“We just have a lot of work to do in that area,” he said. “[Education] is important for everyone in the community. Law enforcement for sure. I know we receive a lot  now, and some may argue with me that we’ve received enough, but I don’t think that’s true. I think there’s still more…Because there’s a lot of information. There’s a ton.”

Cogar said another challenge in West Virginia, can be the relationship of local law enforcement and small communities.

“Because of that culture and that very close relationship, which is good in many ways, between law enforcement and local communities, there will be, and I think there has been in some areas, a propensity to rationalize or overlook certain signs of trafficking and saying in response, ‘That’s just the Smith family being the Smith family’ or ‘They’ve always done that,’” he said.

Cogar said this relationship can unintentionally correspond with a significant familial trafficking problem in West Virginia.

“I think many law enforcement, myself included, see familial-based sex trafficking as maybe the most prominent form of sex trafficking in the state based on antidotal evidence and trends we have seen,” he said. “So, that’s a deeply concerning issue for us in the law enforcement community and the task force because there’s very little opportunities for intervention. There’s very few opportunities for accountability because, and we’ve seen this nationally in these egregious examples of parents imprisoning their children.”

“We’ve heard about this in California and elsewhere in recent months, and some of that has gone on for years before it’s ever detected. It really makes it that much more imperative for law enforcement to be that much more attuned to the possibility of human trafficking in these family situations, and taking advantage of these opportunities to say, ‘Hi, I was in the neighborhood. How are your kids doing? I haven’t seen Joey in a long time. How’s he doing today?’”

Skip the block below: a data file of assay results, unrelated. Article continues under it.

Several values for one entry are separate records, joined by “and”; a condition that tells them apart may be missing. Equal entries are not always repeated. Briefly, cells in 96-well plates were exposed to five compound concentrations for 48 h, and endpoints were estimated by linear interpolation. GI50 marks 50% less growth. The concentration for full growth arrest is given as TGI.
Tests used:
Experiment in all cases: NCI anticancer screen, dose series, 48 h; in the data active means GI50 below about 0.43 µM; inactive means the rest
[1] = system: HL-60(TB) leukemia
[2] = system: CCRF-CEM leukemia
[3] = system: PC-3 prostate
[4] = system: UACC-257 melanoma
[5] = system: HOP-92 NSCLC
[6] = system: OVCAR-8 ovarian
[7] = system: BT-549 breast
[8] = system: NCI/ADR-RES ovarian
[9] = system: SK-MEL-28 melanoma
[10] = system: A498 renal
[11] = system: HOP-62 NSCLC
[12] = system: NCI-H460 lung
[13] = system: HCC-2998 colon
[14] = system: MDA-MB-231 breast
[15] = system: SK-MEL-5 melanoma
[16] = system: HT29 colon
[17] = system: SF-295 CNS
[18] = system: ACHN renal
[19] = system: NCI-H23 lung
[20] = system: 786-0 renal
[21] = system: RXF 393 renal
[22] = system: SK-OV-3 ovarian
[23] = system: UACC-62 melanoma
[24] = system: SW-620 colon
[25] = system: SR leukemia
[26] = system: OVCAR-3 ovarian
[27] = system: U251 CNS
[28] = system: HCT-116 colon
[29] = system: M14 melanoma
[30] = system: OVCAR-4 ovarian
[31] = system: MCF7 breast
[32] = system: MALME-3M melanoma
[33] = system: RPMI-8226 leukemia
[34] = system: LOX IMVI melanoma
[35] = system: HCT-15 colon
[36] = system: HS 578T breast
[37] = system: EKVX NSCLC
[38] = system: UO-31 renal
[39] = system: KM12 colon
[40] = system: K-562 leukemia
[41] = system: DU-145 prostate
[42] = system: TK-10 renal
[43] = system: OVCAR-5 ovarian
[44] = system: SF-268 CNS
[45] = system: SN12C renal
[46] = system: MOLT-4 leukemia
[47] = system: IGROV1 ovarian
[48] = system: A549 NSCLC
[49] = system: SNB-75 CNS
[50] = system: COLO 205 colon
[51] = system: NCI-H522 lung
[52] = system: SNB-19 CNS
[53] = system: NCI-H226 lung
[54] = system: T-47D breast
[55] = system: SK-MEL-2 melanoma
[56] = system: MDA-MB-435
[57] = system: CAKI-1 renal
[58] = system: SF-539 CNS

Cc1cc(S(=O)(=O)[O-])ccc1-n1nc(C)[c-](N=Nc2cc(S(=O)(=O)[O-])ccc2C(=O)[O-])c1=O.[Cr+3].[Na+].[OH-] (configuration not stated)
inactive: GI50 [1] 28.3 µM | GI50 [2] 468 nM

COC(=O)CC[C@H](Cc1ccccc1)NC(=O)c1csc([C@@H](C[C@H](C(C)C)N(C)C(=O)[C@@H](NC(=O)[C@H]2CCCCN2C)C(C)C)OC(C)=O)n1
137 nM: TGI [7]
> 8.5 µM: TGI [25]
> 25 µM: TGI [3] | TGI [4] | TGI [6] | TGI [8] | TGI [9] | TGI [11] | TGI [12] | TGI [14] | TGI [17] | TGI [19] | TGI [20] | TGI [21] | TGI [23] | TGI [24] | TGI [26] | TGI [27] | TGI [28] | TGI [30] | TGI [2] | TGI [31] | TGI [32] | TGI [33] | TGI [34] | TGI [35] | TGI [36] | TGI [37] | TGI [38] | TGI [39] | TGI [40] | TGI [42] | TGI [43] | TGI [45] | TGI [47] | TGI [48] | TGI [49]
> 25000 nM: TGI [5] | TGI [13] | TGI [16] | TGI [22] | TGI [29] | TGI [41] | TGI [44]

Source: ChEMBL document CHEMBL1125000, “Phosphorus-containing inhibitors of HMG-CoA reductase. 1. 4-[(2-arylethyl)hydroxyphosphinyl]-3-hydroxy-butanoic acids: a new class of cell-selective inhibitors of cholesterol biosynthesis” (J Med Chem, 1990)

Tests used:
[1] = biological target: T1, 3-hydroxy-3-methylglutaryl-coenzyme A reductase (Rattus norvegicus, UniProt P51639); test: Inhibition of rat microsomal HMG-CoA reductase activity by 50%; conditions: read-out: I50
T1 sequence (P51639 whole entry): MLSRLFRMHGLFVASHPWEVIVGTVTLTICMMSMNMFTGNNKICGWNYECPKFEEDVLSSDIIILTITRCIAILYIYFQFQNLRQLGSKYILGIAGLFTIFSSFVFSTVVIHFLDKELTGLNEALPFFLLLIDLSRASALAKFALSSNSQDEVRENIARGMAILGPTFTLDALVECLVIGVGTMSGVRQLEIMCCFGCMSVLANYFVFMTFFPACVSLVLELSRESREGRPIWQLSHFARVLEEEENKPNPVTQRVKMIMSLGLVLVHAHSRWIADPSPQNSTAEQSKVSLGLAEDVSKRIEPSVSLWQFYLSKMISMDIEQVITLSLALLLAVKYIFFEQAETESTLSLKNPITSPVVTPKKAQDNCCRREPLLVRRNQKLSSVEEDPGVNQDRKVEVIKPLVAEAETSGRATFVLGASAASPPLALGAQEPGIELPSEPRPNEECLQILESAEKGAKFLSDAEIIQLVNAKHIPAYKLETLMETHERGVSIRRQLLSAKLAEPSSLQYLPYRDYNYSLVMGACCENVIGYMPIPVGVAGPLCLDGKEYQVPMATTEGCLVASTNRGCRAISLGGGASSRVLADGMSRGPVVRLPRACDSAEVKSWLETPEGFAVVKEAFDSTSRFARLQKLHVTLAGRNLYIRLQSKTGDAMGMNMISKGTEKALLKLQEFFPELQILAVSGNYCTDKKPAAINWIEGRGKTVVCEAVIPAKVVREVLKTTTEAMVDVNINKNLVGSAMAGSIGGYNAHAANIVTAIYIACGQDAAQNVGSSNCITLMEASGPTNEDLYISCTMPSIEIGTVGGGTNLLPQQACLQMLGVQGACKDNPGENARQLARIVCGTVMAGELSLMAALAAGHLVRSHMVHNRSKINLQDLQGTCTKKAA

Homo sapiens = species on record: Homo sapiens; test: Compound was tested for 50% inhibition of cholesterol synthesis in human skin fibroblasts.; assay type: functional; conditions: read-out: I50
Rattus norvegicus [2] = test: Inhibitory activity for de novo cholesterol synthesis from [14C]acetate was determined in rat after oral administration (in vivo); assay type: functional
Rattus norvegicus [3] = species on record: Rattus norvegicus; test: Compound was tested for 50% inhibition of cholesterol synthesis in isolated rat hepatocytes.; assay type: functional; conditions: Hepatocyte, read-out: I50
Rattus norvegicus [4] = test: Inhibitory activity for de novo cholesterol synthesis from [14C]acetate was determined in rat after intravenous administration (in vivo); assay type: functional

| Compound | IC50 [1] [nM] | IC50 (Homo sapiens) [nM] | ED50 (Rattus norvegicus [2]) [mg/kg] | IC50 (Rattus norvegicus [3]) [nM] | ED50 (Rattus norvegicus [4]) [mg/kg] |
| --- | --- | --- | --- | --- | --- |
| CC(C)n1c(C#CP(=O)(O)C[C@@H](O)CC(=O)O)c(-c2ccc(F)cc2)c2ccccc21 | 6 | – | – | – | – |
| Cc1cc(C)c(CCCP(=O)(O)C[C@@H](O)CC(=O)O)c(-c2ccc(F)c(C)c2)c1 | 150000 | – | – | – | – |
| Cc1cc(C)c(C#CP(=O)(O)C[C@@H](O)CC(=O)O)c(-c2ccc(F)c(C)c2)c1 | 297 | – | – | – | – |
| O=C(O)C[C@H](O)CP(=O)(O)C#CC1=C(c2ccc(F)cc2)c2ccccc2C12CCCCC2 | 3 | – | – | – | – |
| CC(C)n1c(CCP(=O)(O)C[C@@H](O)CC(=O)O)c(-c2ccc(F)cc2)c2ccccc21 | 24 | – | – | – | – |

Cogar said these types of conversations are “part of common sense policing that could go a long way toward preventing, discouraging and then intervening in these kind of familial-based human trafficking situations.”

Cogar said it’s a lot to ask of local law enforcement to deal with human trafficking on top of their other duties.

“The local enforcement, sheriff’s deputies, they are on the front line, and we ask a lot of them to identify things in the early stages or to alert the state or federal law enforcement about burgeoning issues in their communities,” he said. “Human trafficking is just one other thing. And it’s tough, and frankly it’s tough for them because human trafficking is a different kind of crime and because it’s not necessarily as intuitive or straight-forward to identify, and it requires a bit of nuanced training, frankly. I think it’s tough for them to keep that straight. To have that kind of screening that’s built in internally, so they can say, ‘oh that’s human trafficking.’”

Cogar said as part of the West Virginia Human Trafficking Taskforce, he hopes to educate law enforcement officials and help them develop the screening they need to recognize human trafficking.